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Acromegaly is debilitating disease occasionally refractory to surgical and medical treatment. Stereotactic radiosurgery, and in particular Gamma Knife surgery (GKS), has proven to be an effective noninvasive adjunct to traditional treatments, leading to disease remission in a substantial proportion of patients. Such remission holds the promise of eliminating the need for expensive medications, along with side effects, as well as sparing patients the damaging sequelae of uncontrolled acromegaly. Numerous studies of radiosurgical treatments for acromegaly have been carried out. These illustrate an overall remission rate over 40%. Morbidity from radiosurgery is infrequent but can include cranial nerve palsies and hypopituitarism. Overall, stereotactic radiosurgery is a promising therapy for patients with acromegaly and deserves further study to refine its role in the treatment of affected patients.
Acromegaly is serious endocrinological derangement which, left untreated, reduces life expectancy and results in physiological derangements and complications that may negatively affect a patient's quality of life. The first line of treatment is typically surgical resection of the tumor causing acromegaly. Those patients with residual or recurrent disease are often treated with medication to decrease growth hormone secretion or block its action on peripheral tissues. These treatments are not universally effective for patients and are sometimes contraindicated. As an adjunct treatment, and sometimes as an alternative treatment, radiosurgery has proven to be an attractive therapy. It is noninvasive, has few side effects, and is available in many centers internationally [1–3]. In the current paper, we first describe the pathophysiology of acromegaly, the existing surgical and medical treatments, and then introduce radiosurgical methods. In particular, we will focus on gamma knife radiosurgery (GKS) since it has a broader base of supporting literature than alternative forms of stereotactic radiosurgery. Finally, the overall efficacy of GKS is described, along with its reported morbidities.
Acromegaly is a syndrome caused by elevated levels of circulating growth hormone (GH). The most common cause of the disorder, accounting for about 98% of cases, is a GH-secreting pituitary adenoma. Rare nonpituitary causes of acromegaly include diverse entities such as hypothalamic hamartomas, small-cell lung cancers, pheochromocytomas, and bronchial carcinoids. Among GH-secreting pituitary adenomas, roughly 60% are pure GH-secreting somatotrope adenomas, while the remainder are mixed mammosomatotropes, which secrete both GH and prolactin (PRL) and sometimes thyroid-stimulating hormone (TSH) .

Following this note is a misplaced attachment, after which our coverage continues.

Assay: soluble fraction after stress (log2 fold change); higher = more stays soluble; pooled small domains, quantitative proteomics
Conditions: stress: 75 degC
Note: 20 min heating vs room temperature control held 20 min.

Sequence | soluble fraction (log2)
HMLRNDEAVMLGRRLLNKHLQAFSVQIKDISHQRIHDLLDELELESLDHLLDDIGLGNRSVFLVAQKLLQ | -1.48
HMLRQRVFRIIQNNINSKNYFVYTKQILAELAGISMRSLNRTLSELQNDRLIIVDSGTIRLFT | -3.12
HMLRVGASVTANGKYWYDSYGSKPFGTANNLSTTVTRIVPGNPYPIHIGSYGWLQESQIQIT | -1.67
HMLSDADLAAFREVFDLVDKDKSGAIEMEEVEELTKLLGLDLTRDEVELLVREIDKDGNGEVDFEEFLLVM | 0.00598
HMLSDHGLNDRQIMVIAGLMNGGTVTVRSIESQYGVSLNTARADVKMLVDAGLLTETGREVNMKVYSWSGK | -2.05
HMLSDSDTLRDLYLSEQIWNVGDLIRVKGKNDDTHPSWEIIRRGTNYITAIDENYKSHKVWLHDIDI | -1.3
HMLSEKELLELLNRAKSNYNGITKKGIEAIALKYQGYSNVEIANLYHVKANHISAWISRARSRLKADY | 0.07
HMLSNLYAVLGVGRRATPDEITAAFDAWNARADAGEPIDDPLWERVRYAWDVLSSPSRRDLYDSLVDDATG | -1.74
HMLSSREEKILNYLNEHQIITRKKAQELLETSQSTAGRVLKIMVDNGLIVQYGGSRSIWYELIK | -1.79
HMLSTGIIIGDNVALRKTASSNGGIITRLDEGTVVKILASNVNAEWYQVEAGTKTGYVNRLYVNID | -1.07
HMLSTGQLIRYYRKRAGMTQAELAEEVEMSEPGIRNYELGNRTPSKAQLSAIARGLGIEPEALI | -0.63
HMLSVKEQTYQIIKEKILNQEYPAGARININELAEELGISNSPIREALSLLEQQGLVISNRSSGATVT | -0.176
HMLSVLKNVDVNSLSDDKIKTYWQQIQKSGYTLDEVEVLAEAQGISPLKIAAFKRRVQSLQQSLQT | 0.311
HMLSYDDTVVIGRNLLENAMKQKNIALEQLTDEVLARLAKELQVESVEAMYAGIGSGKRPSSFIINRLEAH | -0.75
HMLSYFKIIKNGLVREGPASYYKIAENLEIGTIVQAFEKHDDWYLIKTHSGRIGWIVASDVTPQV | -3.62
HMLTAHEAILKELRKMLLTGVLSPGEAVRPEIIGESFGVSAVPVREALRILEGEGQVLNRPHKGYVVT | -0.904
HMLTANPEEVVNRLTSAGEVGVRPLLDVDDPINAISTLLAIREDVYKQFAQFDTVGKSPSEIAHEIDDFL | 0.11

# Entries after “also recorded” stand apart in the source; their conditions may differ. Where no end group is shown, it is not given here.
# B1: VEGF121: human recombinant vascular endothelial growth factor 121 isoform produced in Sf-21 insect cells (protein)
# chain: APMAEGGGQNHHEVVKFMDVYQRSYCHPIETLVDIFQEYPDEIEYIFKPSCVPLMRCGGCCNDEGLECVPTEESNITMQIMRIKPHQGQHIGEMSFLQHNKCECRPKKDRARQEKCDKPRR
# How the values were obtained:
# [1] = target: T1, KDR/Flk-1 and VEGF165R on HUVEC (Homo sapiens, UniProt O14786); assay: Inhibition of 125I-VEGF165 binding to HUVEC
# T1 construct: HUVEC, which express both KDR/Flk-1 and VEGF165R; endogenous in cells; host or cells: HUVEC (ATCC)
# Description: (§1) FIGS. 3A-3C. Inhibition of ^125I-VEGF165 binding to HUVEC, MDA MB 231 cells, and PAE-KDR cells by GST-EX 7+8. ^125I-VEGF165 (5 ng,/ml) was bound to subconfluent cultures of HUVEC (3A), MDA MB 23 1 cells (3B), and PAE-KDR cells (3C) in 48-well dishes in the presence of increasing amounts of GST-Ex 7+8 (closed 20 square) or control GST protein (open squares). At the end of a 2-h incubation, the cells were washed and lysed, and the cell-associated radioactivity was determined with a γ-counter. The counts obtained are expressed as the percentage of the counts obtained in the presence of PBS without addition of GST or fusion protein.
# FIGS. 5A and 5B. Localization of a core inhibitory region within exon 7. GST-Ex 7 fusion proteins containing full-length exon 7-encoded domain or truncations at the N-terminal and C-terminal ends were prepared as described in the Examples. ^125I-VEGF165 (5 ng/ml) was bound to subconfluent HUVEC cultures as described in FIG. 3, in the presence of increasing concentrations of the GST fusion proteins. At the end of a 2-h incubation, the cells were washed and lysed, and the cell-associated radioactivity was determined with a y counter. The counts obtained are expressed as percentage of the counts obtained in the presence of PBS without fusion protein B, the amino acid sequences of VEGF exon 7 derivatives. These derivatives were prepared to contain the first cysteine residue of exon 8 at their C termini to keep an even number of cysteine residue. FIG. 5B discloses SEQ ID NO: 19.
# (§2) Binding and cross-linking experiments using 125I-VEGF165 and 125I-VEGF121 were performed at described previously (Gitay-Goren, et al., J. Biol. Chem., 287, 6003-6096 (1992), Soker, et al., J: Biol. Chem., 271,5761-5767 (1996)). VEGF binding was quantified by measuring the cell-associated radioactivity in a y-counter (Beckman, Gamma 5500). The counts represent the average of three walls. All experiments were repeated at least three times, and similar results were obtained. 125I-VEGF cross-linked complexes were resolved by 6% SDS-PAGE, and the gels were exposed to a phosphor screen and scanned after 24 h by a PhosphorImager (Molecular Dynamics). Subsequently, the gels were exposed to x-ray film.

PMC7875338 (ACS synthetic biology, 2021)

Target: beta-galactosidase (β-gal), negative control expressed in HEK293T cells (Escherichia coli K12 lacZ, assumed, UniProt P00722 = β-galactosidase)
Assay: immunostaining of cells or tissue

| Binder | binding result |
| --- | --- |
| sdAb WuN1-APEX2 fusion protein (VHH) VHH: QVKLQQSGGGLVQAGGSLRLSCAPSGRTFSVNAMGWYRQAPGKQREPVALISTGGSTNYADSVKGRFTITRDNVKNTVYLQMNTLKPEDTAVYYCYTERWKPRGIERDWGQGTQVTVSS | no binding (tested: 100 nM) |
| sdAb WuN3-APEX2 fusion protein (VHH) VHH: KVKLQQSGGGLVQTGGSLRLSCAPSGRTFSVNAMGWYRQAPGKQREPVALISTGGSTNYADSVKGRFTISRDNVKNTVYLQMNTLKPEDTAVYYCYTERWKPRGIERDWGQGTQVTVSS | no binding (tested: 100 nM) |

The symptoms of increased GH are mediated by both the direct effects of GH binding to the GH receptor, activating the JAK/STAT pathway, and indirectly via insulin-like growth factor 1 (IGF-1). IGF-1 is synthesized predominantly in the liver under the control of GH. The combined effects of GH and IGF-1 on target tissues lead to bony and soft tissue growth, noted by a characteristic constellation of signs including frontal bossing, prognathism, widely spaced teeth (due to mandibular growth), increased shoe or ring sizes, skin tags, carpal tunnel syndrome, and coarse facial features .
These externally recognizable signs in themselves are not as important to overall morbidity as internal changes, including cardiomegaly and visceromegaly [4, 5]. Diabetes mellitus occurs in roughly 25% of patients, and cardiomyopathy with arrhythmia, hypertension, and diastolic dysfunction occurs in 30%. Additionally, colonic polyps are more frequent, as is sleep apnea which occurs in 60% of patients, presumably secondary to soft tissue expansion and macroglossia. When uncontrolled, acromegaly reduces life expectancy by 10 years .
The prevalence of acromegaly is uncertain. Multiple studies through the 1920s to 1990s agreed on a prevalence of roughly 60 per million, a mean age of onset of 44 years, symptoms lasting on average 8 years before diagnosis, and no difference in incidence between men and women . However, more recent studies place the prevalence at 86 per million , 124 per million , and a remarkably high 1034 per million . However, in addition to being geographically and demographically restricted (primary care patients in Germany), this last study was based on a biochemical definition of acromegaly (elevated IGF-1 and GH) rather than a syndrome definition, and therefore will include many patients who would otherwise not seek treatment . Such a more liberal definition might be one method of discovering at-risk patients earlier in the course of their disease and permitting more time to mitigate the accruing morbidity.